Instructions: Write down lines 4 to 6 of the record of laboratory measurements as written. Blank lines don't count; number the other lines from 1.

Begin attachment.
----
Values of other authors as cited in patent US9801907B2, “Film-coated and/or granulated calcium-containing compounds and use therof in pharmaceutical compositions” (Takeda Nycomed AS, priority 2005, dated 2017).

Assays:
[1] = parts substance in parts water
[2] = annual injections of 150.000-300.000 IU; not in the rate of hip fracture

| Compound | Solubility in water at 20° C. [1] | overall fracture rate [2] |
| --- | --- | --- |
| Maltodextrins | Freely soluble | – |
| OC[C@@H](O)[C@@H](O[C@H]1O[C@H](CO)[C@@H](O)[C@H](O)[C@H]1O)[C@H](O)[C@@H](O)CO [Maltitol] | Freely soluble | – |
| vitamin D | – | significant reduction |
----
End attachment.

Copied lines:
[2] = annual injections of 150.000-300.000 IU; not in the rate of hip fracture

| Compound | Solubility in water at 20° C. [1] | overall fracture rate [2] |
| --- | --- | --- |